B. You can also follow local accounts with beautiful imagery and reach out to the influencers directly. You can also ask if the influencer can recommend someone who they have worked with, or if they could recommend someone to work with you. REMEMBER – work with influencers who match the demographic you are trying to attract. Ask to see their stats and where their posts are being seen.
C. You do NOT need to work with someone with thousands of followers. In fact, micro-influencers (10,000 followers or less) can have HUGE engagement and can help make a big impact with your local company. You want to make sure that their posts are being liked by people in your target market and feel free to ask for screenshots of their account analytics to verify that you are a match.
D. Who do you follow that you love or that are relevant to your business? Reach out to these influencers and see if they could help you.
E. We also recommend vetting an influencer via https://influencermarketinghub.com and looking at their reach, following, and the average rate of pay. It’s a free and easy-to-use tool for every business. You can plug in an influencer’s account to the calculator tool at https://influencermarketinghub.com/instagram-money-calculator/
How do you “pay for” content creators/influencers?
A. It depends. Sometimes influencers and content creators will “trade” services for a press trip/weekend, or a free meal. Sometimes they will charge an hourly rate or a multi-day rate, and may also ask for accommodations/meals, etc. to be included. At a minimum, if you are making a trade, expect to comp everything. You may choose to ask the influencer to pay for any alcoholic beverages, but otherwise, cover food expenses.
B. It’s important to be clear about what you are willing to offer/pay and what you will receive in return (deliverables). SPELL IT OUT in a contract and make sure you have a clear discussion with your collaborators before they begin work.
C. Honor the creative process. It takes time to develop stories and to edit photos and videos. THIS IS A PARTNERSHIP, so let the creative developer do what they do best, and rest easy knowing that you have spelled out your needs and goals in a clearly defined contract.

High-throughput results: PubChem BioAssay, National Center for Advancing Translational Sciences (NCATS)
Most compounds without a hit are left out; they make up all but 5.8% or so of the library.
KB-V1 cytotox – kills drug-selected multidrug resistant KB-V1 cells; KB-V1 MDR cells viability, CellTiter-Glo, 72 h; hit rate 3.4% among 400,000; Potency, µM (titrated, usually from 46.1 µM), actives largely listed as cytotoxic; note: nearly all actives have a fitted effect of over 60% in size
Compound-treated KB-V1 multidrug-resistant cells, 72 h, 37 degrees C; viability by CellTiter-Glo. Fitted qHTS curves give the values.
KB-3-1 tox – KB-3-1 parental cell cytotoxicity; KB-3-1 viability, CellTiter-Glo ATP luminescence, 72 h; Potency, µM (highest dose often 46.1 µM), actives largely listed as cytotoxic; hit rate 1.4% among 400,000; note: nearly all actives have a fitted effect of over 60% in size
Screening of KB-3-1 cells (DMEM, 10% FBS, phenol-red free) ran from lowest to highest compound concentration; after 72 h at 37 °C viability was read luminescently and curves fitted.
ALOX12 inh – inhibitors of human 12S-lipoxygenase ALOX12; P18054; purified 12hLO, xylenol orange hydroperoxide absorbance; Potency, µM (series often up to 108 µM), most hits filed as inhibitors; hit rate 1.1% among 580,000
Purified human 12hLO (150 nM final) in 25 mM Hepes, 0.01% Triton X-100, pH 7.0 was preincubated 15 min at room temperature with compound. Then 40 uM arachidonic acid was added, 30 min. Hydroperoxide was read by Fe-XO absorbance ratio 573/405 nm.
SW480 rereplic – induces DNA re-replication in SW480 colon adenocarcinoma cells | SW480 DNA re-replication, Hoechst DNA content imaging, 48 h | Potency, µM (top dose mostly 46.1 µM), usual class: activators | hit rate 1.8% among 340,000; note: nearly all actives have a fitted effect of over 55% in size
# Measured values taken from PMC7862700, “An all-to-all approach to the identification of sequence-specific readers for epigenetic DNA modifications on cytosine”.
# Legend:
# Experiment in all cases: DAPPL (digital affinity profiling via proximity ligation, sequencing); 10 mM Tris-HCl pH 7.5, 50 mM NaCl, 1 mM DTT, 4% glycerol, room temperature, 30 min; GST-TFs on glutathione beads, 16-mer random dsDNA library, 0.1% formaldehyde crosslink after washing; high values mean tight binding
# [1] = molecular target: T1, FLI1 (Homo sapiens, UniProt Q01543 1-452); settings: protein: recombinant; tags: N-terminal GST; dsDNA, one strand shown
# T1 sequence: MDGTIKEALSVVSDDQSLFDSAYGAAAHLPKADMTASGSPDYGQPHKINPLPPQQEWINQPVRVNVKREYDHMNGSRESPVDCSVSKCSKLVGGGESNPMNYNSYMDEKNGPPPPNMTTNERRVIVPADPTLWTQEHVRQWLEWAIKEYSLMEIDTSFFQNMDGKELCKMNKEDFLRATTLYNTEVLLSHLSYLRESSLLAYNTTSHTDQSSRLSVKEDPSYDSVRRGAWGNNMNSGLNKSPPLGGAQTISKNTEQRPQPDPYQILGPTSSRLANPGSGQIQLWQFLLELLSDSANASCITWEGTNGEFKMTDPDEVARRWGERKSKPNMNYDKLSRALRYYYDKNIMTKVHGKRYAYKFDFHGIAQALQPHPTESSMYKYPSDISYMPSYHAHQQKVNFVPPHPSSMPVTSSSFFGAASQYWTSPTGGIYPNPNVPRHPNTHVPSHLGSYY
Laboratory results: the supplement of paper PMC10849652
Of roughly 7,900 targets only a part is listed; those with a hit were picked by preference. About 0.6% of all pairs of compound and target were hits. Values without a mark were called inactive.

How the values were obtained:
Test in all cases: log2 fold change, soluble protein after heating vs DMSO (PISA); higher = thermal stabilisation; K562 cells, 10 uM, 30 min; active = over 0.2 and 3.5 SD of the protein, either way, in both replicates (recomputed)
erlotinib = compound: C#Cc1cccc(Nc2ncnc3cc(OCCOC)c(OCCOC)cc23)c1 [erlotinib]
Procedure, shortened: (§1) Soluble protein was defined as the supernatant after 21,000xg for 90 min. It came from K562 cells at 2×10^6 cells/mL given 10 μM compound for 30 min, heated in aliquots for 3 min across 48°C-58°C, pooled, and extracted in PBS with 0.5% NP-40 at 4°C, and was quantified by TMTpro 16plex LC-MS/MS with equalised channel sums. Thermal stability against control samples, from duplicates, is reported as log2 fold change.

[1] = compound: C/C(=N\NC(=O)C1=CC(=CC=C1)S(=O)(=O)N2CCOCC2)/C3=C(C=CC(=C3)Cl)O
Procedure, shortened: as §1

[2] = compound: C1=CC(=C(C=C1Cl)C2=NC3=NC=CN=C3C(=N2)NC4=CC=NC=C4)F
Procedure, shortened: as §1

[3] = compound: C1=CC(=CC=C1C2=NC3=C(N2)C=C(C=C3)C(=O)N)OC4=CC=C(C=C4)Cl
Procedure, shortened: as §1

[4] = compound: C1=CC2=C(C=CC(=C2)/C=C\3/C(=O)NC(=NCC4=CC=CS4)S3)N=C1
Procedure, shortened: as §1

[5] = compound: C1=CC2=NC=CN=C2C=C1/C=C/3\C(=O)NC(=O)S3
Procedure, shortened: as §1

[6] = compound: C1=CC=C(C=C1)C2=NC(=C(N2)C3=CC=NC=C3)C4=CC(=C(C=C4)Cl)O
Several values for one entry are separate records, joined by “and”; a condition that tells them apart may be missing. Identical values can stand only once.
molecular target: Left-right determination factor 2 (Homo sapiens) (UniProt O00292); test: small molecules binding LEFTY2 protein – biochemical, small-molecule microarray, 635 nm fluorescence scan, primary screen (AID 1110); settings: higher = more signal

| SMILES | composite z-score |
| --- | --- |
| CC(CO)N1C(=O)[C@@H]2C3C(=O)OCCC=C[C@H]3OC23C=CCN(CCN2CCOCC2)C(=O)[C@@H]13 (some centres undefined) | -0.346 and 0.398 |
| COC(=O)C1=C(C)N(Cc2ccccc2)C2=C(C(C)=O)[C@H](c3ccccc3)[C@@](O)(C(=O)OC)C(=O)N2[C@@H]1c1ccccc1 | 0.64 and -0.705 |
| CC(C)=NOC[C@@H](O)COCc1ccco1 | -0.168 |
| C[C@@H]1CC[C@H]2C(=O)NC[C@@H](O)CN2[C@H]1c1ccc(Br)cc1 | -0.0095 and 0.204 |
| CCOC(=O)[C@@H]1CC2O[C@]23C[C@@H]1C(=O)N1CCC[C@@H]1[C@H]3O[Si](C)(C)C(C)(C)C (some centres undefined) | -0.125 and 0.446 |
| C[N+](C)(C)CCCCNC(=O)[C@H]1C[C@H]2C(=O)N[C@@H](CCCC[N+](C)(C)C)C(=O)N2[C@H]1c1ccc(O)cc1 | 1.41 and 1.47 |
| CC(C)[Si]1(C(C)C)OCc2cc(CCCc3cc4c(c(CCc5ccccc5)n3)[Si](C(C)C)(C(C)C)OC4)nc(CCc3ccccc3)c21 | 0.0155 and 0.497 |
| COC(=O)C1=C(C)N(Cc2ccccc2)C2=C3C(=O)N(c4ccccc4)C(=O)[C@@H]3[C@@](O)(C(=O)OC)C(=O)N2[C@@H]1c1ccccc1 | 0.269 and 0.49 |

What should you be thinking about in preparing for a content creator or influencer’s visit?
A. You should generate ideas/opportunities/local tips for experiences to document. This can help give the influencer a good place to start.
B. Review what’s missing from your content/marketing materials and ask them to help fill in the holes.
C. What are you hoping to highlight about your business? Get their creative input.
D. Build-in downtime in their schedule so they have time to catch their breath and to accommodate for creative opportunities that may arise.
E. Make introductions to a point person in your business or community so everyone knows what’s going on.
F. Deliverables/contracts – make sure you have this discussion beforehand about what you will give and get. Put it in writing. Be clear about what both agree upon as far as deliverables/returnables. This should include when will they arrive/leave? What is the trade/payment? What kind of access do you have to the images (exclusive rights)? When should you expect to get the images back?
See Amy’s latest collaboration with Visit Portland here for a great example of an Instagram takeover.
Have you worked with an influencer or content creator? We would love to hear from you. Tell us your tips or tricks and leave your questions below.
Reach out to Amy Welch-Olson at capshorephotography.com or on Instagram. She can consult with you about working directly as an Influencer and content creator, or she can provide custom development sessions with you so that you can build a strategy and dive into influencer marketing armed with all the information you need to make it a massive success.